Gustavus Katterfelto

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Gustavus Katterfelto
BornGustav or Wilhelm Heinrich Katerfeld
circa 1743
DiedNovember 15, 1799 (age 55)
Bedale, in Yorkshire, England

Gustavus Katterfelto, or Katerfelto, (ca.1743-1799) was a conjurer, quacksalver, and natural philosopher. His origin and his real name are in the dark. He used the name Christian William Anthony Katterfelto; his real name was possibly Gustav or Wilhelm Heinrich Katerfeld. Katterfelto claimed to be the son of a Prussian colonel of Hussars (of the famous Death Head Hussars). He was possibly born 1743.

Biography

Katterfelto arrived at Hull in September 1776 and traveled around Britain until his death in 1799. He performed in London from 1780-84. The widespread flu epidemic of 1782 made him famous as a quack, when he used a solar microscope to show images of microbes he believed were its cause. These "insects" provided him with the catchphrase "Wonders! Wonders! Wonders!" which often headed his advertisements.

He also lectured and entertained using magnetism, electricity, and many other aspects of science. He claimed to have launched the first hot air balloon fifteen years before the Montgolfier brothers, and claimed to be the greatest natural philosopher since Isaac Newton.

Katterfelto was an accomplished conjurer, and hinted that his powers had a demonic origin.

He usually prefixed his name with the title "Dr." or "Col.," and his fame was so great that he was eventually brought to the attention of George III of England, who asked to see this wonder-worker at a command performance.[1]

He was inducted into the Society of American Magicians Hall of Fame and Magic Museum.

References

  1. Conjuring by James Randi (1992)
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  • M-U-M, Vol. 8, No. 69, December 1918, Katterfelto, by Harry Houdini, page 1
  • The Sphinx, Vol. 22, No. 8, October 1923, Katterfelto: or the Conjurer With The Black Cat, By Henry R. Evans, page 229
  • The Annals of Conjuring, by Sydney W. Clarke (1929, reprint 2001), 6. Continental Conjurers, Gustavus Katterfelto, page 163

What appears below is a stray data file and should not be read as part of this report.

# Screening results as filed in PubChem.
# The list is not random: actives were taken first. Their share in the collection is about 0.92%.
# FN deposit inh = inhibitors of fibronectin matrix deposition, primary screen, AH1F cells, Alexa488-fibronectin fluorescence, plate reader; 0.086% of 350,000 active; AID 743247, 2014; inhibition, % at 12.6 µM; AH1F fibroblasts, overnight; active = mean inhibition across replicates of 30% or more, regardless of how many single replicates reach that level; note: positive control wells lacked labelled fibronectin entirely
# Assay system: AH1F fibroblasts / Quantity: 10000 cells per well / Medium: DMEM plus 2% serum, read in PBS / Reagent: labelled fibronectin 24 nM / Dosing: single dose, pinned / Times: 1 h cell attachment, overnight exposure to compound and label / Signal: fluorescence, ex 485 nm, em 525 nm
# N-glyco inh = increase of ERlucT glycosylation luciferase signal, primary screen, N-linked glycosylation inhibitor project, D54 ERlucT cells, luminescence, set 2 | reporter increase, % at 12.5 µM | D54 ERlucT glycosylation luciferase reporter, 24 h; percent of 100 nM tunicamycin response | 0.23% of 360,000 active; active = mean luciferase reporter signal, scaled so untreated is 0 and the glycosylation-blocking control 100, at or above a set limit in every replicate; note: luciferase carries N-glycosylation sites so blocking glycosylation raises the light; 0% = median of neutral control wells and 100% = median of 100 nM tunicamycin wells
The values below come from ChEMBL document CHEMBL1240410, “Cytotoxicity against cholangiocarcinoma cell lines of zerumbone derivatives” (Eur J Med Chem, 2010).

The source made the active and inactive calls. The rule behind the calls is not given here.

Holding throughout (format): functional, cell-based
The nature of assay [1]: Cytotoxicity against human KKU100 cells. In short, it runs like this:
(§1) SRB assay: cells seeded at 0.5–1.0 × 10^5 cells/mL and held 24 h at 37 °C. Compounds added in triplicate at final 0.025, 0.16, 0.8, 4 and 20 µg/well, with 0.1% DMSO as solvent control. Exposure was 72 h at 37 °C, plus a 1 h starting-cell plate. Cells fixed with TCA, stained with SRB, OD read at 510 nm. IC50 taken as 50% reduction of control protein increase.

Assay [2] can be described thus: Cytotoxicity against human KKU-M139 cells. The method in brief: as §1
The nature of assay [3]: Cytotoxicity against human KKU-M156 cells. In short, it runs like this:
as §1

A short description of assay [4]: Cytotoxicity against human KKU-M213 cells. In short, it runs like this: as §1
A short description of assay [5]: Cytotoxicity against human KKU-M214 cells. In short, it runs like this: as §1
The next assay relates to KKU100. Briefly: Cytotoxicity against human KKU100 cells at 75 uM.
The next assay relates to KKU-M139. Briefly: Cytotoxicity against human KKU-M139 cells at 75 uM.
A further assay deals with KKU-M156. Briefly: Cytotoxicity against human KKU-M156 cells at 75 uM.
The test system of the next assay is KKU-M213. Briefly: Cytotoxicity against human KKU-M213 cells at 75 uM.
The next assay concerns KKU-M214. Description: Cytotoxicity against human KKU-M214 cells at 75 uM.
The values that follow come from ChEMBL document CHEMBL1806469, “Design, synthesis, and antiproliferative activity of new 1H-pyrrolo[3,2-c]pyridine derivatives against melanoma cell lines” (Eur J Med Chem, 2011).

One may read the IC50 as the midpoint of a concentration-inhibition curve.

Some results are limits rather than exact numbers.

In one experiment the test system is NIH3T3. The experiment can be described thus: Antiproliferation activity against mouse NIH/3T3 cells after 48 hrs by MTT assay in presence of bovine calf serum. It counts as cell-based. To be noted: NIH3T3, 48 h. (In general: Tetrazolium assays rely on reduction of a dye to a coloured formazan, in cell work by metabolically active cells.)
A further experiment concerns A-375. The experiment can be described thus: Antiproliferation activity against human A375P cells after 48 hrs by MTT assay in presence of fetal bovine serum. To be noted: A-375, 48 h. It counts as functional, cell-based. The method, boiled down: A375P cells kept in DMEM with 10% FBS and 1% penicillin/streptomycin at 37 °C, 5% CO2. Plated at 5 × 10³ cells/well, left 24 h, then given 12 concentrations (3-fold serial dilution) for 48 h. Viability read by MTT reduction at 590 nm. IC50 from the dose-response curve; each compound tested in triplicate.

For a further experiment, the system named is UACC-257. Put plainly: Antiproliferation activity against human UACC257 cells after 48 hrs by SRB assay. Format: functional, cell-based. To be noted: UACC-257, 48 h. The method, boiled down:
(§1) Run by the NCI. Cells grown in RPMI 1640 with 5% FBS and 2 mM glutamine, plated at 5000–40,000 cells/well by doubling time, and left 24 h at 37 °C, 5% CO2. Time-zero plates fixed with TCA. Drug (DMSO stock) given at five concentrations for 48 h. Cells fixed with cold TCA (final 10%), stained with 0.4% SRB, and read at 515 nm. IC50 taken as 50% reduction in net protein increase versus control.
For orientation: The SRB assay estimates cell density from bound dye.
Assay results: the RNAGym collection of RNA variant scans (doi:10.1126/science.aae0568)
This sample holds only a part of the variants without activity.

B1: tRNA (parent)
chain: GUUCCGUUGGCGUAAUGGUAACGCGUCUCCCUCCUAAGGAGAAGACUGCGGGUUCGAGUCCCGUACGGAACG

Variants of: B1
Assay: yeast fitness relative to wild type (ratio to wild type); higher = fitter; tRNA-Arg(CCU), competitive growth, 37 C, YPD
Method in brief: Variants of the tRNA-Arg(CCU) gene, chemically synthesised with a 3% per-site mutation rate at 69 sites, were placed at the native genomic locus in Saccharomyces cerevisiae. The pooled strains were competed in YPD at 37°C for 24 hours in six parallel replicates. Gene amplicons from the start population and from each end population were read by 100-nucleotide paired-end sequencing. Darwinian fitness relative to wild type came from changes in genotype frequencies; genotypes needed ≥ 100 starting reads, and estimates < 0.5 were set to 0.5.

• The Linking Ring, Vol. 13, No. 12, February 1934, XII. Cats and Conjurers, by Henry R. Evans - Gustavus Katterfelto, page 829, (Reprint from The Sphinx, Vol. 22, No. 8, October 1923, page 299)
  • The Linking Ring, Vol. 25, No. 4, June 1945, INCONSEQUENTIALITIES by Stanley Collins, England - KATTERFELTO, page 32
  • The Magic Circular, Vol. 68, No. 757, December 1974, A Rich Cabinet of Magical Curiosities, by Edwin A. Dawes - 25. Wonders, Wonders, Wonders – Katterfelto, Graham & Denton, page 231
  • The New Tops, Vol. 24, No. 12, December 1984, MEN OF MAGIC, by Robert Olson, Gustavus Katterfelto, page 35
  • The Magic Circular, Vol. 83, No. 894, April 1989, A Rich Cabinet of Magical Curiosities, by Edwin A. Dawes - 152. Wait Until the Sun Shines Gustavus, Light on in Auld Reekie, page 56
  • Geschichte der Zauberkunst, No. 34 (2000), Katterfelto, page 52
  • The Magic Circular, Vol. 95, No. 1020, July 2001, A Rich Cabinet of Magical Curiosities, by Edwin A. Dawes - 273. Gustave Katterfelto in The Role of Aspirant Royal Physician, page 236
  • Bio-bibliographisches Lexikon der Zauberkünstler Edition Volker Huber, April 2002, Katterfelto, Gustav eig. Gustav Katterfeld, dt.-engl. Zauberkünstler; Quacksalber (*1730; †25.11.1799), page 179
  • Lives of the Conjurers Volume One (2014), by Professor Solomon - Katterfelto, page 27


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